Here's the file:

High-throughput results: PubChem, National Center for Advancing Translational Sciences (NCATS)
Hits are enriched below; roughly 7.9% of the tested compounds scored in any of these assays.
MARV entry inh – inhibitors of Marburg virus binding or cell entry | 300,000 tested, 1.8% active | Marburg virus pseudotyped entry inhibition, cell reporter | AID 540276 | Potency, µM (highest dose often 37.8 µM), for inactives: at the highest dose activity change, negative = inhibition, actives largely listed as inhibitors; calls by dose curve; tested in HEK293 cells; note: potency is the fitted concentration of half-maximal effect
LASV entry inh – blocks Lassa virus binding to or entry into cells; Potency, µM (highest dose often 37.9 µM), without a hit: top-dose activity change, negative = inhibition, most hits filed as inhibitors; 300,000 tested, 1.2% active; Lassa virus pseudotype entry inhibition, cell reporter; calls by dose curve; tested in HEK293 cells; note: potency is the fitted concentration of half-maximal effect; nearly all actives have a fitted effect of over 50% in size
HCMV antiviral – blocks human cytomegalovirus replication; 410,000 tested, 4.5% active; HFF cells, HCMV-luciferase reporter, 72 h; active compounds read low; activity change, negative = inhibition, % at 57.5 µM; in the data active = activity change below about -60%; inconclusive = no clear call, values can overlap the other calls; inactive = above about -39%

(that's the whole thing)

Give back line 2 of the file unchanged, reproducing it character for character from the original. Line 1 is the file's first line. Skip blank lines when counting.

Hits are enriched below; roughly 7.9% of the tested compounds scored in any of these assays.